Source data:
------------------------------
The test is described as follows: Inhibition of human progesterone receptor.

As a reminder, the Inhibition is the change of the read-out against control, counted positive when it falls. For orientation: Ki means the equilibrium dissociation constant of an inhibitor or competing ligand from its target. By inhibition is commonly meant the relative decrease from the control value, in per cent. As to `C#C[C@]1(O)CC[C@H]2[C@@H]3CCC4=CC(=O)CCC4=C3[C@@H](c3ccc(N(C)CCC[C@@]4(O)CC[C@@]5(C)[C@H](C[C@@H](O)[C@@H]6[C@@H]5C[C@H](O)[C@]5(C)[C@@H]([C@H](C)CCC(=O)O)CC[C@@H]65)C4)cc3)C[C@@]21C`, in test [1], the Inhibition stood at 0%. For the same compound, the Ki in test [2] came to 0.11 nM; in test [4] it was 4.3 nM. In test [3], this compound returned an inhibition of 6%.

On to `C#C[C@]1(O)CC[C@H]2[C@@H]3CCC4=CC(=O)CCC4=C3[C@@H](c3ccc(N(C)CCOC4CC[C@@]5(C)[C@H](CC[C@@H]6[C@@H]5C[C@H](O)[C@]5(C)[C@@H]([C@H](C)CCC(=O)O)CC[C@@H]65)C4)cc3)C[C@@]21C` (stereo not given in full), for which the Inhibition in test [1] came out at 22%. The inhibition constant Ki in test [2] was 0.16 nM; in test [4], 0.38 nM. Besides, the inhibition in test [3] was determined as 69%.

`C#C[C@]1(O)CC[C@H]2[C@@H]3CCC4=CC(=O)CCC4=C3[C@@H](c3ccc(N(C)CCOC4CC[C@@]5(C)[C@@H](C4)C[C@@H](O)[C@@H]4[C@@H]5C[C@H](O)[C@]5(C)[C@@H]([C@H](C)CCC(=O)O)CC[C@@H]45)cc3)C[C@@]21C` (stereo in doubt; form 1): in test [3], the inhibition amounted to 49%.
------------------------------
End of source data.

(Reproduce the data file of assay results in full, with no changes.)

The test is described as follows: Inhibition of human progesterone receptor.

As a reminder, the Inhibition is the change of the read-out against control, counted positive when it falls. For orientation: Ki means the equilibrium dissociation constant of an inhibitor or competing ligand from its target. By inhibition is commonly meant the relative decrease from the control value, in per cent. As to `C#C[C@]1(O)CC[C@H]2[C@@H]3CCC4=CC(=O)CCC4=C3[C@@H](c3ccc(N(C)CCC[C@@]4(O)CC[C@@]5(C)[C@H](C[C@@H](O)[C@@H]6[C@@H]5C[C@H](O)[C@]5(C)[C@@H]([C@H](C)CCC(=O)O)CC[C@@H]65)C4)cc3)C[C@@]21C`, in test [1], the Inhibition stood at 0%. For the same compound, the Ki in test [2] came to 0.11 nM; in test [4] it was 4.3 nM. In test [3], this compound returned an inhibition of 6%.

On to `C#C[C@]1(O)CC[C@H]2[C@@H]3CCC4=CC(=O)CCC4=C3[C@@H](c3ccc(N(C)CCOC4CC[C@@]5(C)[C@H](CC[C@@H]6[C@@H]5C[C@H](O)[C@]5(C)[C@@H]([C@H](C)CCC(=O)O)CC[C@@H]65)C4)cc3)C[C@@]21C` (stereo not given in full), for which the Inhibition in test [1] came out at 22%. The inhibition constant Ki in test [2] was 0.16 nM; in test [4], 0.38 nM. Besides, the inhibition in test [3] was determined as 69%.

`C#C[C@]1(O)CC[C@H]2[C@@H]3CCC4=CC(=O)CCC4=C3[C@@H](c3ccc(N(C)CCOC4CC[C@@]5(C)[C@@H](C4)C[C@@H](O)[C@@H]4[C@@H]5C[C@H](O)[C@]5(C)[C@@H]([C@H](C)CCC(=O)O)CC[C@@H]45)cc3)C[C@@]21C` (stereo in doubt; form 1): in test [3], the inhibition amounted to 49%.